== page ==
Late March 2020, in a shuttered New York City due to Covid, saxophonist Roy Nathanson took a cue from Italians who sang to the world from their balconies, and he marched out onto his own second-story Brooklyn porch to play “Amazing Grace.” He committed to playing one healing song each day, at precisely 5pm. Roy’s musician neighbors heard the call and joined him on the Flatbush sidewalk to improvise and share the music together. After an impressive 82 consecutive days of 5pm concerts with an expanding local audience, the musicians turned to creating a learning program for local youth, whose summer camp was cancelled and were unable to do much of anything during the lockdown. Making music together under the supervision of professional musicians revealed a remarkable balm for the Covid blues. This 23-minute film documents the culminating performance of the 5pm Porch Concert Ensemble and their students. “World of Fire” is a pandemic-aware procession that visits a suite of diverse musical and cultural styles on the porches, driveways, yards, and sidewalks of Marlborough Road. It is one neighborhood’s heartfelt response to a city, a country, and a world that is now so full of Fire.
That Healing Jazz Thing on a Porch in Brooklyn
For 82 days straight, a diverse group of musicians found their way to a stoop in Flatbush, and everybody followed the sax player. (It was his house.)
By conventional measures, religion took a big hit during the pandemic. Houses of worship were shuttered. Major holidays like Easter, Passover, and Eid al-Fitr were observed on the calendar but without the ordinary group celebrations. And major rituals like baptisms, funerals, and weddings took place via Zoom. But the spirit blows where it will, giving form to the void, and during extraordinary times like this one, it can give new meaning, depth, and understanding to what religion is, or could be.
Over in Ditmas Park, a nightly jazz fest broke out in late March when Gabe Nathanson, a 22-year-old senior at the University of Vermont, grabbed his trumpet. His father Roy, a 69-year-old teacher and celebrated jazz musician, strapped on his saxophone, and they belted out “Amazing Grace” duet from their second-floor balcony.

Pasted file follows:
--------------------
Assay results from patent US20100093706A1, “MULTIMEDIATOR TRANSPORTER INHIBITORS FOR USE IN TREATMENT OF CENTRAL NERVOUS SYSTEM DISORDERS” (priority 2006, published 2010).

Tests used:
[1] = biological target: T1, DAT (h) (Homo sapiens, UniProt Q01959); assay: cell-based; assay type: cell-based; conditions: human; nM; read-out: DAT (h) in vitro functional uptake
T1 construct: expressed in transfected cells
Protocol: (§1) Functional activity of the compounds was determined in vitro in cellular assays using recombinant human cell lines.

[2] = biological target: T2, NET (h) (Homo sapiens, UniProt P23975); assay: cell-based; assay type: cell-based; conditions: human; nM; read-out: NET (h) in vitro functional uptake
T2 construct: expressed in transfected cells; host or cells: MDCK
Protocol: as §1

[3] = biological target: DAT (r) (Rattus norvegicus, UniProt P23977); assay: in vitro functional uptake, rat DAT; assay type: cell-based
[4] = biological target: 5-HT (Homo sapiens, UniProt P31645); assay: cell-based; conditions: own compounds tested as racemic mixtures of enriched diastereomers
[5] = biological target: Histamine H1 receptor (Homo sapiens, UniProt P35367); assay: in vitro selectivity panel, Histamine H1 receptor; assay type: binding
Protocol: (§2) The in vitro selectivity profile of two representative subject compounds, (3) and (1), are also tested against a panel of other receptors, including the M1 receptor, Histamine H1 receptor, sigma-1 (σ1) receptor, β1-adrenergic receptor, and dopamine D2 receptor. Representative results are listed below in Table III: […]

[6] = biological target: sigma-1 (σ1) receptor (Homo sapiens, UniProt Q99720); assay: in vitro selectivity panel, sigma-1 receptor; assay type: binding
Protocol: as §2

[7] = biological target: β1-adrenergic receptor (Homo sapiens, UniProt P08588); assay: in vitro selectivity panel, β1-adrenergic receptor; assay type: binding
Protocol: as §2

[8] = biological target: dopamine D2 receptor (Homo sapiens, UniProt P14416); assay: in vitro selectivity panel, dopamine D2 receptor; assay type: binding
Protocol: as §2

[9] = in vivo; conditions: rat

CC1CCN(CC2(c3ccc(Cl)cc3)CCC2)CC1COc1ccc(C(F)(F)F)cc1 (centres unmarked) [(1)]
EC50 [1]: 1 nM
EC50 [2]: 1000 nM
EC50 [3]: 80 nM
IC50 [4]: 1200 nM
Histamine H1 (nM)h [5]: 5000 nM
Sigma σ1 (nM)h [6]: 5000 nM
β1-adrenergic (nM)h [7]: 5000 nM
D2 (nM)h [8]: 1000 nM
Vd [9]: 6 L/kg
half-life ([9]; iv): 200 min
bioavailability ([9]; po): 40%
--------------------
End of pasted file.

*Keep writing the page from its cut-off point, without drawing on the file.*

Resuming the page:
Los patios de estas casas en Ditmas Park se han convertido en salones de clases para que adolescentes practiquen sus habilidades musicales durante el verano.
A Brooklyn jazz musician put together a band that played one song every day for more than two months during the coronavirus pandemic. The musicians gathered outside the home of saxophonist Roy Nathanson and performed for people in the neighborhood.
For the past three months, 5PM Porch Concerts have offered neighbors in Ditmas Park, Brooklyn the performance of a single song daily at 5 pm from a distance along with other neighborhood musicians. Now, the music continues with the Summer Youth Program, in which musicians from the daily jam offer weekly porch lessons to middle school and high school students in the neighborhood. Students will have the chance to perform weekly outdoor concerts with instructors. For more information click below:
On Thursday and Friday, May 23 and 24, at 7:00 PM, the sounds and stories of the New York City subway filled the Abrons Arts Center, 466 Grand Street (at Pitt Street), New York City, with STUCK ON SUBWAY MOON, a live multi- media musical performance that combines professional jazz musicians and filmmakers with original poetry and songs by high-school music students.
Members of the celebrated downtown ensemble THE JAZZ PASSENGERS were among the featured performers with public school students from the Institute for Collaborative Education in Manhattan, and the High School for Violin and Dance and the Bronx Early College Academy in the Bronx.
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View our video from Subway Moon performance on April 30, 2018 at Peter Norton Symphony Space in NYC. Participating students came from High School for Violin and Dance (Bronx), City-As-School (Manhattan), and I.C.E.
SUBWAY MOON is a project of Jazz Passengers Music Projects, Inc., a 501(c)3 not for profit corporation with a mission to create music education experiences that shine light on social injustices and enable performers and audiences to create, express and grow as human beings.
SUBWAY MOON is an on-going musical/video performing experience that combines the forces of professional jazz musicians and filmmakers with high-school music students from around the world.
New York City's Institute for Collaborative Education is the New York City high school that is home to Subway Moon.
Click below to visit Institute for Collaborative Education: